A boy gets hair cut at a barber shop in an old bazaar in port city of Bandar Abbas, Iran, Nov. 28, 2019. One year after the United States fully re-imposed its maximum sanctions against Iran, the economy of the Islamic republic has experienced impact but survives. (Photo by Ahmad Halabisaz/Xinhua)
by Mu Dong, Hassan Rouhvand
TEHRAN, Nov. 27 (Xinhua) -- One year since the United States fully re-imposed its maximum sanctions against Iran, its economy has experienced impact but survives.
When the United States quit the Iran nuclear deal, officially known as Joint Comprehensive Plan of Action (JCPOA), in May 2018, and then re-imposed nuclear sanctions in August and November 2018, there was an expectation among U.S. decision-makers that the Iranian economy would collapse within months.
But while the sanctions have indeed severely undermined the Iranian economy, there are no signs of its collapse.
In Washington's maximum pressure campaign against Iran, the U.S. has not only re-imposed all sanctions waived under the JCPOA, but has also added numerous further sanctions.
The sanctions resulted in decline in oil and gas export revenues, which caused direct and indirect negative consequences for Iranian government finances.
When the sanctions were started, the government faced big budget deficit. This year, Iran has resorted to remedies to reduce the fiscal vulnerabilities and balance the budget. A number of reforms have been initiated, including a reduction of the dependence on oil revenues, an increase in tax revenues and a revamp of subsidies.
As the reforms require a few years to improve the government's financial position, short-term remedies have been applied that will help the country survive the sanctions.
Truly, it's too early to measure the success of all the moves. But Iran's strategy in response to the U.S. maximum pressure has been to offer proactive resistance. The initial shocks have been overcome and economic indicators show a positive outlook.
"Iran's economy has survived the U.S. sanctions and has had a stabilizing trend following a period of instability," said Saeed Laylaz, an Iranian analyst of political economy.
After the Western and international sanctions against Iran were lifted in 2016 by implementing the JCPOA, Iran experienced an economic growth over 10 percent, according to the International Monetary Fund (IMF).
However, the trend was sharply declined as U.S. President Donald Trump pulled the United States out of the deal, and his administration subsequently imposed broad unilateral sanctions against Tehran targeting nearly most vital sectors of Iran's economy, the expert pointed out.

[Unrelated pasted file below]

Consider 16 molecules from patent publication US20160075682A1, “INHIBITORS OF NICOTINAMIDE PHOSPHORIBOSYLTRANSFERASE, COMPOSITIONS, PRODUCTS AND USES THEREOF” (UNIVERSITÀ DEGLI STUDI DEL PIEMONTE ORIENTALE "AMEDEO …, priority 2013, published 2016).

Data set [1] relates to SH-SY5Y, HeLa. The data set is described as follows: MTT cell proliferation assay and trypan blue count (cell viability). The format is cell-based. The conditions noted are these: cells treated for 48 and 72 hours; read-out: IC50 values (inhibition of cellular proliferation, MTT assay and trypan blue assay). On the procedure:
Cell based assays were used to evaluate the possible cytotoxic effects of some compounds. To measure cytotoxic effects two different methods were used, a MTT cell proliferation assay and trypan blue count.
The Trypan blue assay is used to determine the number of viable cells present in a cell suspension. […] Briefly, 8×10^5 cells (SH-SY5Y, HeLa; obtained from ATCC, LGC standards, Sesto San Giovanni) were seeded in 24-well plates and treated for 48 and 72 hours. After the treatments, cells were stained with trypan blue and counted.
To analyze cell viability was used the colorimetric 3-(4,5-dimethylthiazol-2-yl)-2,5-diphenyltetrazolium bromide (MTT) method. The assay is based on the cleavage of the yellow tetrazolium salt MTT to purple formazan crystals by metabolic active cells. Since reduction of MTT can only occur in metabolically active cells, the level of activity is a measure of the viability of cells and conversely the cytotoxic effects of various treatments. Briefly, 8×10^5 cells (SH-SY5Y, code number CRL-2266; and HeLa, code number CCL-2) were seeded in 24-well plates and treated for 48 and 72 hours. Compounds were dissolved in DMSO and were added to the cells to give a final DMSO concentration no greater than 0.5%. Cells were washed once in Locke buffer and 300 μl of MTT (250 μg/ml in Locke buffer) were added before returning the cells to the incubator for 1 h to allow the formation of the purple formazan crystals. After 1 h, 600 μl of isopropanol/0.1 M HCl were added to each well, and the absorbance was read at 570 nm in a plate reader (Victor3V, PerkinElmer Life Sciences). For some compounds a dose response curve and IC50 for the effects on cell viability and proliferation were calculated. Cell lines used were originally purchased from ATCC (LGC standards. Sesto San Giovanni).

The U.S. move alongside Europe's sluggishness in facilitating Iran's banking transactions and its oil exports prompted Iran to renege step by step from its nuclear commitments.
Besides the recent move to begin enrichment activities in Fordow nuclear facilities, Iran has, since May, stated to build stockpiles of nuclear fuel and enrich low-grade uranium to a higher level of purity.
It also started up advanced centrifuges to gradually boost the country's stockpile of enriched uranium and research activities, all of which had been restricted by the nuclear deal.
Although Iran has refined uranium to a fissile purity of 4.5 percent, far below the bomb-grade threshold of 90 percent, and stressed that its nuclear program is aimed at peaceful purposes, Iran's decision to reduce nuclear commitments has raised concerns of Europe as well.
On Nov. 12, Europe threatened that they may trigger a mechanism that could re-impose international and UN sanctions on Iran in case the country does not honor its obligations under the deal.
U.S. sanctions, coupled with levels of corruption and the Iranian government's mismanagement of economy, have played a key role in the problems that has hit Iran's economy.
Almost major sectors of the economy have experienced the burden of a recession.
According to the IMF's World Economic Outlook report in October, the impact of sanctions will contract Iran's economy 9.5 percent in the current year.
A similar report was made by the World Bank which set the contraction of the Iranian economy at 8.7 percent in 2019.
Negative projections for Iran's economy along with the recent rise in energy indicators unleashed a wave of violent protests and criticism of President Hassan Rouhani inside the country.
On Nov. 15, the Iranian government started rationing subsidized gasoline and increased its prices.
According to a statement published by National Iranian Oil Products Distribution Company, the price for a liter of subsidized gasoline was increased to 15,000 rials, or nearly 35 cents at the official rate of 42,000 rials per dollar, from the earlier 10,000 rials.
The statement said that the monthly ration for each passenger car is set at 60 liters. Additional purchases would cost 30,000 rials per liter.
Following the hike of the prices, protests and violence erupted in a number of Iranian cities.
At least 100 banks and dozens of governmental buildings were set ablaze during the recent protests over gas price hike. Local reports said more than 1,000 "rioters" have been detained.
"We have passed through the crisis," Rouhani said, promising that the economy will grow slightly in the year to come.
Despite the IMF and the World Bank reports on Iran's economy and Rouhani's critics, Laylaz believes that "some degrees of stability in the country's economy gave the government the confidence that it could survive the economic and social impact of reducing (fuel) subsidies."
Laylaz argued that Rouhani did not increase the oil price immediately after U.S. sanctions last year as the impact of pressures could have triggered even worse protests.
"The stability of the economy (over the past year) helped the government finally dare to increase oil prices," he added.